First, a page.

- Large crowds at ANZAC Day services -
Ex-servicemen and women shouldered arms symbolically again on ANZAC Day
to remember their comrades who served in Australia`s military campaigns
past and present.
From the Boer War to Iraq, Friday, April 25, was a day to remember for many veterans and their families in the Pambula-Merimbula-Wyndham area.
Australians who served in past wars and who are serving in peacekeeping roles in the Middle East, East Timor, Bougainville and in other parts of the world were remembered.
A large crowd watches Lieutenant Lee Ryder
from 805 Squadron, HMAS Albatross, Nowra,
lay a wreath at the Pambula war memorial
on ANZAC Day on behalf of the navy.
Veterans started ANZAC Day by mustering at the war memorial in Beach Street, Merimbula, for the dawn service.
After the service, they returned to the Merimbula RSL for a toddy and milk as they prepared for the day ahead.
Pambula veterans started off the main ANZAC Day services in style, mustering outside Goodfellow`s Supermarket in Quondola Street for a short march to the memorial further down the street, kept in time by the Merimbula Brass Band and the Sapphire Coast Concert Band.
Ex-servicemen, their families, representatives of community groups, boy scouts and school children marched past the roundabout to the memorial.
Pambula residents stood in the street and sat in chairs around the memorial to hear the service.
During the service many people laid wreaths at the war memorial including students from Lumen Christi Catholic College students Stephanie Thompson and Joel Robson and their Pambula Public School counterparts Jaqueline Dirou and Lachlan Harley.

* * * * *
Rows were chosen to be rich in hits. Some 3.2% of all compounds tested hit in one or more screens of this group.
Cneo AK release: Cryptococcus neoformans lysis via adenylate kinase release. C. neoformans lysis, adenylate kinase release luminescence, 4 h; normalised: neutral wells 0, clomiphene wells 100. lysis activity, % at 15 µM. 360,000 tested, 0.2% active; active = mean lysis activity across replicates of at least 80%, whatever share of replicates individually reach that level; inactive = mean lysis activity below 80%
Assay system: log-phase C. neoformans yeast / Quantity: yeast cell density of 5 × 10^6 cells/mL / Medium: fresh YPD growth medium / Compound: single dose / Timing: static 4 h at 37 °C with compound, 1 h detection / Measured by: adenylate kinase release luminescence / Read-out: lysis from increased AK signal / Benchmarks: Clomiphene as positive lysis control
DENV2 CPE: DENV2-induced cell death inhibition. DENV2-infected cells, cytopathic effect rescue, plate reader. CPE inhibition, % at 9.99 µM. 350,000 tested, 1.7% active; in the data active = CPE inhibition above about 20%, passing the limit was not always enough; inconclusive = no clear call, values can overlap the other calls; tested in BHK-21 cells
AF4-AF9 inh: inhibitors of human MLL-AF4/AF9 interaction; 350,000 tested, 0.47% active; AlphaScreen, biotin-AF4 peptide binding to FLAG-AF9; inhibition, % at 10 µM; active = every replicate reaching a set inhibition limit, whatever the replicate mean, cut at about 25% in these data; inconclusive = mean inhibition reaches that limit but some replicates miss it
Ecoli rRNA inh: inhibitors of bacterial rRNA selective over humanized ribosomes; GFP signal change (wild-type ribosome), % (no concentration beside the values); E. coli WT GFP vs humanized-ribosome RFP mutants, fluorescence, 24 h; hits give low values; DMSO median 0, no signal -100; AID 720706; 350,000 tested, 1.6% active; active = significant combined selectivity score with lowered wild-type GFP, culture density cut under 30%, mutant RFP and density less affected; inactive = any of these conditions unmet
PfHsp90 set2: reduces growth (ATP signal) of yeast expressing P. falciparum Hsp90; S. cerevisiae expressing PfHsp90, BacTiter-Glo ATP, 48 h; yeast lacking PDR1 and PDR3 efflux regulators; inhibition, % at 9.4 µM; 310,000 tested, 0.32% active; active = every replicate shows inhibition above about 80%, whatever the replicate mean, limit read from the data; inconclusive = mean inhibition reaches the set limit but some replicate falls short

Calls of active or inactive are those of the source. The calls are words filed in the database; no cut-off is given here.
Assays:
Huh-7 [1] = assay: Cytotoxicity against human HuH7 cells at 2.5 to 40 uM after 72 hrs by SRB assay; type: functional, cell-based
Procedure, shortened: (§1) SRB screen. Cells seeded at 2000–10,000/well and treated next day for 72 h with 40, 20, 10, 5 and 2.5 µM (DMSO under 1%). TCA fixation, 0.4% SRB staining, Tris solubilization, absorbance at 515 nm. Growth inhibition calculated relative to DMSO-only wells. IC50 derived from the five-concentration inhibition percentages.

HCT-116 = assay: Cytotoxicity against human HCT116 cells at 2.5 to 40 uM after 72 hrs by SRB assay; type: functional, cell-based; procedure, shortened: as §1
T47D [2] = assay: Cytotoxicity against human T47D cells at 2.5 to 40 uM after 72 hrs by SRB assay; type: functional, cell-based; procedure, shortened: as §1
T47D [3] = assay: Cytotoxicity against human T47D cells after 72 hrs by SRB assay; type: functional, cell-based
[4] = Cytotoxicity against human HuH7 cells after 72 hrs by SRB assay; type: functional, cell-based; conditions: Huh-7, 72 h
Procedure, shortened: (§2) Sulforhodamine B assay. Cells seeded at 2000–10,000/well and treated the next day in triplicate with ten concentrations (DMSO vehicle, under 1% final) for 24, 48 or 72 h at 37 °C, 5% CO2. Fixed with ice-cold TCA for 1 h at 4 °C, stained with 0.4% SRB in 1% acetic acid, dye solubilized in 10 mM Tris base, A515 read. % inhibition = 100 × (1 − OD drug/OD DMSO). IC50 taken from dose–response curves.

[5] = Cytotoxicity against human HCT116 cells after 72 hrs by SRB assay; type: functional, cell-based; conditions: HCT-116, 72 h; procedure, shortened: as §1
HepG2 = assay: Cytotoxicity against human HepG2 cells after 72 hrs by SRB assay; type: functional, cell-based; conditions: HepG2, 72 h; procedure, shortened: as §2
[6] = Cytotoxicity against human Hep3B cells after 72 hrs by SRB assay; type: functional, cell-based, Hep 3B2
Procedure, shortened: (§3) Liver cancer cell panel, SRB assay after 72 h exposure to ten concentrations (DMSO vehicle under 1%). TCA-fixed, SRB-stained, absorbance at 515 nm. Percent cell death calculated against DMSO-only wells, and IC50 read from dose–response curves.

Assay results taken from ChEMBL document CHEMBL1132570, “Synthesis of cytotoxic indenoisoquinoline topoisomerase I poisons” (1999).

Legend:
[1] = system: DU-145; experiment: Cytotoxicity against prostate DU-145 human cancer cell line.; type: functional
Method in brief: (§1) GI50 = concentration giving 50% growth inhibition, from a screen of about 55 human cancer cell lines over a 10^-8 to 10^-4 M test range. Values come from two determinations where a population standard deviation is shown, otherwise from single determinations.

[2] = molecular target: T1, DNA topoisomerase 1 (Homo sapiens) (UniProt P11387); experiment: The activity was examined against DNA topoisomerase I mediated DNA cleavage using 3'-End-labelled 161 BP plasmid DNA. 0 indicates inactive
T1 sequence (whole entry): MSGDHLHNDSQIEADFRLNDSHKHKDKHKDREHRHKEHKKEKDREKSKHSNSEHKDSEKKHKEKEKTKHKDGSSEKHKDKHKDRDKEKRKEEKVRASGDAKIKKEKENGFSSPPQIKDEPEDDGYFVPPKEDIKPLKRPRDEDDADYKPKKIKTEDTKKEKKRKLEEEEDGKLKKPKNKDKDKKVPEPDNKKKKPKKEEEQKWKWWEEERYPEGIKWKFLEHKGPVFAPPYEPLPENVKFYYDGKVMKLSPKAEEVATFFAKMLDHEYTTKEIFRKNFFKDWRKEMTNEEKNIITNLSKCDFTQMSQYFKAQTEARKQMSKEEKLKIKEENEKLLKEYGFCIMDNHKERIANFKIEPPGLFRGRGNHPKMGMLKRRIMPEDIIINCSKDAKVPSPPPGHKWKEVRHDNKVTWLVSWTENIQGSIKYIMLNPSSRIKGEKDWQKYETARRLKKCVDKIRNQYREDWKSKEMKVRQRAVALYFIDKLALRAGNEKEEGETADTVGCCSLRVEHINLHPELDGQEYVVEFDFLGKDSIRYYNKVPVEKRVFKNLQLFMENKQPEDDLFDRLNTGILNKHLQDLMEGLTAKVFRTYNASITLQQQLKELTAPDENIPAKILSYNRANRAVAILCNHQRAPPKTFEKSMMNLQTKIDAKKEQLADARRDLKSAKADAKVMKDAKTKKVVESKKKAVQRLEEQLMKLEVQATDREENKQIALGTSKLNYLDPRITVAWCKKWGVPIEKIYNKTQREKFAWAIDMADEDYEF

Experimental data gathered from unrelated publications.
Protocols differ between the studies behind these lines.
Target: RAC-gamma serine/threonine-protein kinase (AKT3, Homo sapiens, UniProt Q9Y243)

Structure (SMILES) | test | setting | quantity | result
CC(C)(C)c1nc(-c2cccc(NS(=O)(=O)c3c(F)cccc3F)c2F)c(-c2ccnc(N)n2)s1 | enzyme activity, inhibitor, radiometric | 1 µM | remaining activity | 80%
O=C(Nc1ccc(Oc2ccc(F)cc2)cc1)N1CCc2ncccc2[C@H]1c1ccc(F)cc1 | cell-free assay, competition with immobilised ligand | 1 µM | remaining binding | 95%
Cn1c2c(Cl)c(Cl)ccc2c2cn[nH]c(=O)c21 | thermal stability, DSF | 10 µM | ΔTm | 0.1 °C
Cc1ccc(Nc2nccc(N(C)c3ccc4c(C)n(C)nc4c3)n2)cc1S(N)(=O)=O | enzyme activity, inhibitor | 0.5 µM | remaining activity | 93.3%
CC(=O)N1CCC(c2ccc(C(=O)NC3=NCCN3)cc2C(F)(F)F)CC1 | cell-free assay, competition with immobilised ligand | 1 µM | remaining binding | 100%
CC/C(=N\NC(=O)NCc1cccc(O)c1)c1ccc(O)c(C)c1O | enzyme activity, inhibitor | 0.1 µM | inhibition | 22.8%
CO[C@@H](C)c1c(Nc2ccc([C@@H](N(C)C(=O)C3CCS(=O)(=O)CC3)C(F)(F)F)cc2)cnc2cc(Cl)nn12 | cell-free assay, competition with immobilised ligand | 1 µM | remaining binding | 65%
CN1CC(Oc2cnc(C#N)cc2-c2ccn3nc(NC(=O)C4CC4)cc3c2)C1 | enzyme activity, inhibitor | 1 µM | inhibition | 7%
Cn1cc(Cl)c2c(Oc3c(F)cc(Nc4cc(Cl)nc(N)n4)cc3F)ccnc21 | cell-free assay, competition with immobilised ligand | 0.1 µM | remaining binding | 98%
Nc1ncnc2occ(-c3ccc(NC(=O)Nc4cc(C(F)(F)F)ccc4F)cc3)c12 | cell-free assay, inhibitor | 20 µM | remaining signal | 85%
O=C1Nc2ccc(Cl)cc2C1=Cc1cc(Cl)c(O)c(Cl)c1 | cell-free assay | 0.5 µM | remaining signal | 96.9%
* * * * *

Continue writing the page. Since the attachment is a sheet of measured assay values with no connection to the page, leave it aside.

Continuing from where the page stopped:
The students were presented with books by the Merimbula RSL Sub-branch to commemorate the occasion.
During his speech, Lachlan said: "To me, the commemoration of ANZAC Day is not a glorification of war.
"It is a celebration of the spirit of a nation and it is a time to honour all those who have given their lives and have served in the defence of our country.
"ANZAC Day makes me think about how lucky I am to live in Australia and how much I have to be thankful for."
Merimbula veterans marched from the RSL to the war memorial to the sounds of the brass band, playing at its 30th ANZAC Day ceremony, and the concert band.
Large crowds lined the footpath in Beach Street, waving and cheering as the veterans drove and marched past, followed by the band, school students and representatives of service clubs.
A silent sentinel to the service was a World War II 25-pounder gun that stands beside the war memorial.
Resplendent in a fresh coat of paint and with a brass plaque newly attached, the gun was a poignant reminder of the brutality of war.
At 11am, the service got underway, with a service and a wreath laying ceremony.
Sergeant Dennis Bills, of the Australian Defence Force Academy, Canberra, gave the ANZAC Day address and Merimbula Public School students Hayden Mitchell and Erin Nugent a short talk about their understanding of Anzac Day before being presented with books.
After the service, the bands played a short concert of military music and wartime songs to entertain those people who remained behind to listen after the marchers had dispersed.
by Merimbula News
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